It’s a new year and one of your goals for 2019 should be financial stability. We got to talk to Brian Robinson, a certified public accountant and a finance blogger about how you can start the new year off right by being smarter with your money!
When is the right age to start being money smart?
There is a Chinese proverb that says, “The best time to plant a tree was 20 years ago. The second best time is now.” The same is true with becoming financially literate. You should start now. Your financial habits won’t change in a day. So start learning to be financially savvy now, so you can live your best life sooner.
Several ways to get started are:
- Evaluate what money means to you and who or what influenced the way you think about money (your money mindset)
- Make A Budget
- Then analyze your spending habits & why you buy certain items
- Read financial literacy books and listen to podcasts
- Book Recommendations:
- Rich Dad, Poor Dad
- The Millionaire Next Door
- Secrets of the Millionaire Mind
- The Richest Man in Babylon
- Podcast Recommendations:
- Todd Capital Millionaire Podcast
- Clever Girl Finance
- The Ash Cash Show
- The His & Her Money Show
- Journey to Launch
- Book Recommendations:
When creating a budget what things should be included?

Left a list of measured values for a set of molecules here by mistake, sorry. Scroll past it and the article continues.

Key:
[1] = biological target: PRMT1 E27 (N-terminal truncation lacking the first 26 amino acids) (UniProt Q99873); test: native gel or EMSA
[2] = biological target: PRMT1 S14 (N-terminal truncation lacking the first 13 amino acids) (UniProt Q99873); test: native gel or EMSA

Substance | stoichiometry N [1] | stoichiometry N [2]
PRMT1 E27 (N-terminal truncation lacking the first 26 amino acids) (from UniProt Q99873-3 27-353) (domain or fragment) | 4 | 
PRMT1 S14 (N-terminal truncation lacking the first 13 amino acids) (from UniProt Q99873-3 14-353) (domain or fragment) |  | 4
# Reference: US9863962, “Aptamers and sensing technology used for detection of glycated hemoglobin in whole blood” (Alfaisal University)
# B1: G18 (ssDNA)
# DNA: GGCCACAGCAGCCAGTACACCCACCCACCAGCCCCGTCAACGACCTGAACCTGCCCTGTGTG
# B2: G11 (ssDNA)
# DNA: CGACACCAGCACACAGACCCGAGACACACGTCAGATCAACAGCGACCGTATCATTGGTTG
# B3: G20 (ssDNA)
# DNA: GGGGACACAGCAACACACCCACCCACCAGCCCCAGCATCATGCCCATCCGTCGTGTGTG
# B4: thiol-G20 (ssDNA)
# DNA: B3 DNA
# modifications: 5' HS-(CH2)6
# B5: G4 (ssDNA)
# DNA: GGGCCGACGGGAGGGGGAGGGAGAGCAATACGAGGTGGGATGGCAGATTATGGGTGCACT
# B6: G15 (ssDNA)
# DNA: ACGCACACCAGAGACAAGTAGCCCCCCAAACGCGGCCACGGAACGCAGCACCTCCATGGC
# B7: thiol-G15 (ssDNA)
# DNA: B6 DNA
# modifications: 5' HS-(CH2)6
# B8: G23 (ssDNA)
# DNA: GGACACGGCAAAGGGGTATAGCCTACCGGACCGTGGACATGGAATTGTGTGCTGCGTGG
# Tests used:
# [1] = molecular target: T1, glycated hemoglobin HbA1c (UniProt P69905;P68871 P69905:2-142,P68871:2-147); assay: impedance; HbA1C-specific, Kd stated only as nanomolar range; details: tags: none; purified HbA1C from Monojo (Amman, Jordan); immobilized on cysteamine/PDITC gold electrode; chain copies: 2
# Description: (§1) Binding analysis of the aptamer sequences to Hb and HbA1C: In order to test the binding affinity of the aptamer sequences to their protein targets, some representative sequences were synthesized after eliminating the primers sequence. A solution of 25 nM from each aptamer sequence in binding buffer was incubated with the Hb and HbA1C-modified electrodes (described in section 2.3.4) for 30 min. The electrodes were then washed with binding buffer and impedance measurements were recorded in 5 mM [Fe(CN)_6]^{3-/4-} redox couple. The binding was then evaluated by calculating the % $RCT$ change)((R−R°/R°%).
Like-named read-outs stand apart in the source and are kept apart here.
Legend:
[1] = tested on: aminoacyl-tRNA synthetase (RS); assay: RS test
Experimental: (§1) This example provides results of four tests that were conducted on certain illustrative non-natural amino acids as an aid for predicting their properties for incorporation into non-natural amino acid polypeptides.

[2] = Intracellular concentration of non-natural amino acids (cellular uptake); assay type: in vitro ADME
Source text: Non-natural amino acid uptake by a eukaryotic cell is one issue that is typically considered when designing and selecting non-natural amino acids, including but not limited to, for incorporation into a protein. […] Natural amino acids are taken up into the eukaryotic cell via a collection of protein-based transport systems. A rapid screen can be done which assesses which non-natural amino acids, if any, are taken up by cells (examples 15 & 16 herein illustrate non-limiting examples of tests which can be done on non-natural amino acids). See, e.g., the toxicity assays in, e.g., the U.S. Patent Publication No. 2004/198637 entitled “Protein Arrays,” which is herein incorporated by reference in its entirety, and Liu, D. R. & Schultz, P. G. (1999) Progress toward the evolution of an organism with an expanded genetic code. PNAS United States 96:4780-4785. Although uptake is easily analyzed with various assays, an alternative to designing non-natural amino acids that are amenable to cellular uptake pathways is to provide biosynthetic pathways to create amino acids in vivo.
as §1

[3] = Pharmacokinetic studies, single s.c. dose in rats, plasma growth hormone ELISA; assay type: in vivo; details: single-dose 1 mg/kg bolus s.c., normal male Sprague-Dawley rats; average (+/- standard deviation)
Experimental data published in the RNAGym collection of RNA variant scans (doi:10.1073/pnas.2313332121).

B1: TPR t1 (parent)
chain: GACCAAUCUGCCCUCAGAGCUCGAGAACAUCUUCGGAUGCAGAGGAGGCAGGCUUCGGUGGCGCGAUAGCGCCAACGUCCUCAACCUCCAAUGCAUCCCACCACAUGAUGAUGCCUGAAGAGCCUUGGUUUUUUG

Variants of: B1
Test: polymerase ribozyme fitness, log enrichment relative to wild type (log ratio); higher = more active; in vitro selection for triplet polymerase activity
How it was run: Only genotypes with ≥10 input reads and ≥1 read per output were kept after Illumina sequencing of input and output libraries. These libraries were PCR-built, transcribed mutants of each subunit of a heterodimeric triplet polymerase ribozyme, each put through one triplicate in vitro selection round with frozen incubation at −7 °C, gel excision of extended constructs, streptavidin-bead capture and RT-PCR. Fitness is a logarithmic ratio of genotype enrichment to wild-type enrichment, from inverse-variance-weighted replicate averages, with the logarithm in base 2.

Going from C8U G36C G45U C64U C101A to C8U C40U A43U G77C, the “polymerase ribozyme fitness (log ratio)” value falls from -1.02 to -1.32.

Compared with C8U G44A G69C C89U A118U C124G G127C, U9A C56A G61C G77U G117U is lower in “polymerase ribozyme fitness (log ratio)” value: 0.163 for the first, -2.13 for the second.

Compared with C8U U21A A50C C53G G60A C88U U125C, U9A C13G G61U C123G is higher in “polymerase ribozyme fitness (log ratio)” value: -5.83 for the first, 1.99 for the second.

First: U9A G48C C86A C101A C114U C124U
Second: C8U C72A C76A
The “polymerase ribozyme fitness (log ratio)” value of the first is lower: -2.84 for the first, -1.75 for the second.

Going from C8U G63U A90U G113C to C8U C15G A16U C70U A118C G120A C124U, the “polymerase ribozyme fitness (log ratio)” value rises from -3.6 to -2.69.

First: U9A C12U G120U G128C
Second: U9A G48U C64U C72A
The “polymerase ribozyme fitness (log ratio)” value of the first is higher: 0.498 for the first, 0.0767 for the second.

When creating a budget first evaluate how much income you are bringing in, how often you are paid, and how consistent your income is. That will help determine the best ways for you to budget successfully. I recommend budgeting in monthly increments for a high-level view, but also would advise one to have a detailed budget that aligns with their pay schedule.
How can teens/young adults balance having fun and saving money?
The key is to plan effectively. This is how a budget helps. Make sure to allocate money in your budget for entertainment, dining-out, hobbies, and any other fun activities. Also, if you love to travel, set up a savings account for travel, and save every paycheck! Great money management allows you to have fun without regretting it the next morning when looking at your bank account. However, I would encourage teens/young adults to consider delaying gratification while they are younger, so they can truly live their best life later.
Any advice you wish you could give your younger self regarding being money smart?
- A new car is one of the worst investments you can make
- Save and invest your money
- The best investment is an investment in your personal development
- Apply for as many scholarships and grants as possible to avoid student loans
- Spending all your money on clothes and shoes is a bad investment
- Always have a budget and keep track of where your money is going
- Put your money to work so it can multiply
- Instead of trading your time for money, find ways to passively bring in income
- You control the exact level of your financial success
- Never try to keep up with the Joneses
- Always have an emergency fund
- Don’t rack up credit card debt
- Start investing in real estate as soon as possible
By Jordan Danae, Northern Illinois Alumna
IG & Twitter: jordaniaa_